New Jersey Supreme Court Decides State v. Shlawrence Ross

In State v. Shlawrence Ross (A-34-22/087823) (Decided March 5, 2024), the Supreme Court of New Jersey held that prosecutors could obtain a bullet extracted from the defendant’s body via surgical procedure pursuant to a search warrant. According to the Court, the proper analysis for determining whether the State can obtain this physical evidence rests within the principles of search and seizure under the Fourth Amendment, and neither the Fifth nor the Sixth Amendment would preclude issuing a valid search warrant for the bullet.

Facts of State v. Ross

On December 3, 2017, Defendant Shlawrence Ross allegedly exchanged gunfire with police officers. Officers arrested Ross and transported him to Cooper University Hospital to obtain treatment for his gunshot wounds. The Defendant was later indicted for attempted murder and other offenses, and the prosecutor’s office asked the hospital whether any bullet or metal fragments were removed from the Defendant’s body. A hospital employee responded that an X-ray located a bullet in his abdomen, but the treating physician did not remove it.

In June 2022, on the advice of counsel, the Defendant underwent elective surgery to remove that bullet. Defense counsel coordinated with the hospital to have her investigator take possession of the bullet after the surgery. Post-surgery, however, the hospital’s director of security contacted law enforcement regarding the removal of the bullet and did not turn it over to the defense. The State subsequently applied for an ex parte search warrant to obtain from Cooper Hospital the bullet and any fragments removed from the Defendant’s body during the elective surgery.

The trial court denied the applications, finding that the discovery rules shielded the bullet from the State’s access because the bullet’s existence was the result of defense counsel’s “conscious litigation choice.” Concluding that the Fourth Amendment, rather than the Sixth Amendment and reciprocal discovery rules, was the appropriate legal framework, the Appellate Division reversed and remanded to the trial court to determine whether probable cause existed to issue a search warrant and a subpoena.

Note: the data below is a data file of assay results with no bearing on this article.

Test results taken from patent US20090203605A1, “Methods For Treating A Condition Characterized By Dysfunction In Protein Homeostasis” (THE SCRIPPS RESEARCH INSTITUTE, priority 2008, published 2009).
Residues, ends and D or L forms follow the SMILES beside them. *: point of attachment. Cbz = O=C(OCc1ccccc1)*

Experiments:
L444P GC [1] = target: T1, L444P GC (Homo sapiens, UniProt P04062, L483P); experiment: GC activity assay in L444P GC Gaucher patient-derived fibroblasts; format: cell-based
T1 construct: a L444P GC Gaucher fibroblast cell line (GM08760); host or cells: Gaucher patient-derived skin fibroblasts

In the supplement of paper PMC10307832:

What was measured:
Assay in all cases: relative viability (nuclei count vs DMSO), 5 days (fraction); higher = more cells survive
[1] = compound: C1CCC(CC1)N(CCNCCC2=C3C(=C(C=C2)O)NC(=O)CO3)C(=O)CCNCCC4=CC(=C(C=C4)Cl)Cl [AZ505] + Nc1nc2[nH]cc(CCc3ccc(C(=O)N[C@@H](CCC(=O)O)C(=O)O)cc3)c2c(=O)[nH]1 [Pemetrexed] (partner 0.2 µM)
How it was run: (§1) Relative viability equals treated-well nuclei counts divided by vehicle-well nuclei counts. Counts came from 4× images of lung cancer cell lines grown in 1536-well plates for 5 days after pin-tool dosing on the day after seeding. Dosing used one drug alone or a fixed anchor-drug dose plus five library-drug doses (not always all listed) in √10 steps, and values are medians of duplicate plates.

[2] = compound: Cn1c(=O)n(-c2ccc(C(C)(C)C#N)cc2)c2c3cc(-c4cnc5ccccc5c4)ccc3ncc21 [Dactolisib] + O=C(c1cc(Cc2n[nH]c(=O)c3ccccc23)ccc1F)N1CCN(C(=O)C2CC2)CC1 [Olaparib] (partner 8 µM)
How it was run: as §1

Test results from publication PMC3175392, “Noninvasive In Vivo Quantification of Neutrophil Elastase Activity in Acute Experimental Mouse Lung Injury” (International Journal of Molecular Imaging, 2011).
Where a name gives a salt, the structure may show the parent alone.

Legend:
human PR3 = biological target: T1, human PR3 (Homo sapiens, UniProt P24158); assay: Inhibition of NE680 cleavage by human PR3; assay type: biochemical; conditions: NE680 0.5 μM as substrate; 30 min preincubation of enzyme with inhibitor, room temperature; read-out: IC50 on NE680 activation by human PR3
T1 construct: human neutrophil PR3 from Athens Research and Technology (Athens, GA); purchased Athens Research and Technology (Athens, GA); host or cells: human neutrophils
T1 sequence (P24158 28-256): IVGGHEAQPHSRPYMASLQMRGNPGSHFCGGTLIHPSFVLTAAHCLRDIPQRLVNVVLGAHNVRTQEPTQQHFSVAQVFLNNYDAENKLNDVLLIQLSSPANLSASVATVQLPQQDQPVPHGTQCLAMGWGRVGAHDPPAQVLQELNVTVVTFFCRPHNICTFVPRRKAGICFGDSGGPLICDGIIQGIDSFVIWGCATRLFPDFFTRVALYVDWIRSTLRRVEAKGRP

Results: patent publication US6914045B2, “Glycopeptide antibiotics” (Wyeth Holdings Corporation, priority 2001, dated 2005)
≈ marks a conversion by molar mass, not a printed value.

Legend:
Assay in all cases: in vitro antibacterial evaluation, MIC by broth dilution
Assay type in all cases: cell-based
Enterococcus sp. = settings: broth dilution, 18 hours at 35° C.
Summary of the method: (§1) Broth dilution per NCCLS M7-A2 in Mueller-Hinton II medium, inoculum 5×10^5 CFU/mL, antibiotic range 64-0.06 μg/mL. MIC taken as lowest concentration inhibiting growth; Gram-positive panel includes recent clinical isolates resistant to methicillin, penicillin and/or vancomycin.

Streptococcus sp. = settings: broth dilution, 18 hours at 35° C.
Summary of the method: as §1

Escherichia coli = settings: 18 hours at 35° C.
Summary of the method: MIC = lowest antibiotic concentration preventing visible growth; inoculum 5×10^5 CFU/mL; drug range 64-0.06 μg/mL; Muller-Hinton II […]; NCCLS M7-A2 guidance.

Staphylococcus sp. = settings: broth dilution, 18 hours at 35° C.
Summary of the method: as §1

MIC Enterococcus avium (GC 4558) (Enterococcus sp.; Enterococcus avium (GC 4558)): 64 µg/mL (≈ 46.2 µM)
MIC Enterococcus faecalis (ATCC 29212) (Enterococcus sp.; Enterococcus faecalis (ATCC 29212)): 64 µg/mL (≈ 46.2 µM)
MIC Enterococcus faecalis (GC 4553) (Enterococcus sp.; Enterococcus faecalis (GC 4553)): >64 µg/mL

NJ Supreme Court Decision in State v. Ross

The New Jersey Supreme Court affirmed. “The proper analysis for determining whether the State can obtain this physical evidence rests within the principles of search and seizure under the Fourth Amendment,” Justice Pierre-Louis wrote. “The Appellate Division properly remanded the matter for a determination of whether probable cause existed to issue a search warrant to the hospital — a third party — that is in possession of physical evidence related to a criminal offense.”

The New Jersey Supreme Court first determined that a search warrant is the proper means for the State to obtain the evidence, and the trial court erred in analyzing the bullet evidence through the lens of reciprocal discovery

“The bullet in this case is physical evidence related to a criminal offense. Defendant has been charged with attempted murder, among other offenses, related to the December 3, 2017, incident during which he allegedly fired a gun at police, prompting officers to return fire,” Justice Pierre-Louis explained “The bullet extracted from defendant’s abdomen is physical evidence of that evening’s events.”

The New Jersey Supreme Court went on to further conclude that the constitutional protections offered by the Fifth and Sixth Amendments to the U.S. Constitution do not bar the State from obtaining the bullet. According to the Court, physical evidence of a crime can’t be shielded from the State simply by defense counsel obscuring the evidence under the cloak of the Sixth Amendment right to effective assistance of counsel.

“Notwithstanding the fact that defense counsel suggested the elective surgery, and irrespective of any agreements defense counsel believed she had with Cooper Hospital, the subject item is physical evidence and is reachable via search warrant if probable cause is established,” Justice Pierre-Louis wrote.

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